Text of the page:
Special Issue "Symbiotic Nitrogen Fixation in Legume Nodules: Metabolism and Regulatory Mechanisms"

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A special issue of International Journal of Molecular Sciences (ISSN 1422-0067). This special issue belongs to the section "Biochemistry, Molecular Biology and Biophysics".

Deadline for manuscript submissions: closed (25 January 2014)

Special Issue Editors

Guest Editor
Dr. Lam-Son Phan Tran
Signaling Pathway Research Unit, RIKEN Center for Sustainable Resource Science, 1-7-22 Suehiro-cho, Tsurumi-ku, Yokohama, 230-0045, Japan
Website: http://www.csrs.riken.jp/en/labs/spru/index.html
E-Mail: tran@psc.riken.jp
Phone: +81 45 503 9593
Fax: +81 45 503 9591
Interests: plants; abiotic stress; hormones; transcription factors; gene identification and analysis; gene regulatory network; signal transduction

Guest Editor
Dr. Saad Sulieman
Signaling Pathway Research Unit, RIKEN Center for Sustainable Resource Science, 1-7-22 Suehiro-cho, Tsurumi-ku, Yokohama, 230-0045, Japan
E-Mail: s.sulieman@psc.riken.jp
Interests: plant-microbe interactions; legumes; N2 fixation; abiotic stress; plant metabolism; plant adaptations; functional genomics

Special Issue Information

Dear Colleagues,

Symbiotic nitrogen fixation is important biological process in the development of sustainable agriculture by which the atmospheric nitrogen (N2) is converted to ammonia with the aid of a key enzyme called nitrogenase. It is achieved by bacteria inside the cells of de novo formed organs, the nodules, which usually develop on roots of various leguminous plants. This process is resulted from the complex interaction between the host plant and rhizobia (used as a colloquial reference to Rhizobium, Bradyrhizobium, Sinorhizobium and Mesorhizobium). This mutualistic relationship is beneficial for both symbiotic partners; the host plant provides the rhizobia with carbon and a source of energy for growth and functions while the rhizobia fix atmospheric N2 and provide the plant with a source of reduced nitrogen in the form of ammonium. To increase knowledge of this vital process of particular importance in sustainable agriculture, major emphasis should be laid on the nodule metabolism and various regulatory pathways. This special issue aims to cover, but not limited to, (i) identification and functional analyses of the genes responsible in rhizobia and legumes, (ii) the physiological and biochemical bases of legume-rhizobia communication, and (iii) the signal transduction pathways responsible for the finely orchestrated induction of the symbiosis-specific genes involved in nodule establishment, development and functioning. A highlighted awareness of such knowledge remains a key element in designing strategies to enhance the productivity of legume crops by genetic engineering for higher performance.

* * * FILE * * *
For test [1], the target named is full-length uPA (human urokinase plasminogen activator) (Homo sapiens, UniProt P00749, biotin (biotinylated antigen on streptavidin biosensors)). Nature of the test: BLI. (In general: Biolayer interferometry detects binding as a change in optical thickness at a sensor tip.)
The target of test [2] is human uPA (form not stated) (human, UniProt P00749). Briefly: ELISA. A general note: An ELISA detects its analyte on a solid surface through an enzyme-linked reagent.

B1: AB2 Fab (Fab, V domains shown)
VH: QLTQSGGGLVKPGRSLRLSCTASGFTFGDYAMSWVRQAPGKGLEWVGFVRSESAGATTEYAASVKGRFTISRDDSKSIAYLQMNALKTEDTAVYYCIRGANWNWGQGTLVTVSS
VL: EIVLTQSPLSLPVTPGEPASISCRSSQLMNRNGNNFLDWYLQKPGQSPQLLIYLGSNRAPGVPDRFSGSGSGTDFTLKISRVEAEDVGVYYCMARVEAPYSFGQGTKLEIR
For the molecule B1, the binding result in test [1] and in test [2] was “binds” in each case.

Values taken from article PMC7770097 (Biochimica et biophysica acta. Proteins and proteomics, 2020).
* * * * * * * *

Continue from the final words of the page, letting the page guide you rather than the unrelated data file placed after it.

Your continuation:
Dr. Lam-Son Phan Tran
Dr. Saad Sulieman
Guest Editors

Submission

Manuscripts should be submitted online at www.mdpi.com by registering and logging in to this website. Once you are registered, click here to go to the submission form. Manuscripts can be submitted until the deadline. Papers will be published continuously (as soon as accepted) and will be listed together on the special issue website. Research articles, review articles as well as communications are invited. For planned papers, a title and short abstract (about 100 words) can be sent to the Editorial Office for announcement on this website.

Submitted manuscripts should not have been published previously, nor be under consideration for publication elsewhere (except conference proceedings papers). All manuscripts are refereed through a peer-review process. A guide for authors and other relevant information for submission of manuscripts is available on the Instructions for Authors page. International Journal of Molecular Sciences is an international peer-reviewed Open Access monthly journal published by MDPI.

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Keywords

  • nitrogen fixation
  • legume
  • symbiosis
  • nitrogenase
  • nodule
  • carbon metabolism
  • nitrogen metabolism
  • oxygen supply
  • translocation

Published Papers (6 papers)

by  and
Int. J. Mol. Sci. 2014, 15(5), 7380-7397; doi:10.3390/ijms15057380
Received: 17 February 2014; in revised form: 25 March 2014 / Accepted: 25 March 2014 / Published: 29 April 2014
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by , , , , , ,  and
Int. J. Mol. Sci. 2014, 15(4), 6031-6045; doi:10.3390/ijms15046031
Received: 2 February 2014; in revised form: 7 March 2014 / Accepted: 11 March 2014 / Published: 10 April 2014
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by , , , , , , ,  and
Int. J. Mol. Sci. 2014, 15(3), 4464-4480; doi:10.3390/ijms15034464
Received: 27 January 2014; in revised form: 4 March 2014 / Accepted: 5 March 2014 / Published: 13 March 2014
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by , , , , , ,  and
Int. J. Mol. Sci. 2014, 15(3), 3660-3670; doi:10.3390/ijms15033660
Received: 27 January 2014; in revised form: 14 February 2014 / Accepted: 14 February 2014 / Published: 28 February 2014
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by ,  and
Int. J. Mol. Sci. 2014, 15(1), 1466-1480; doi:10.3390/ijms15011466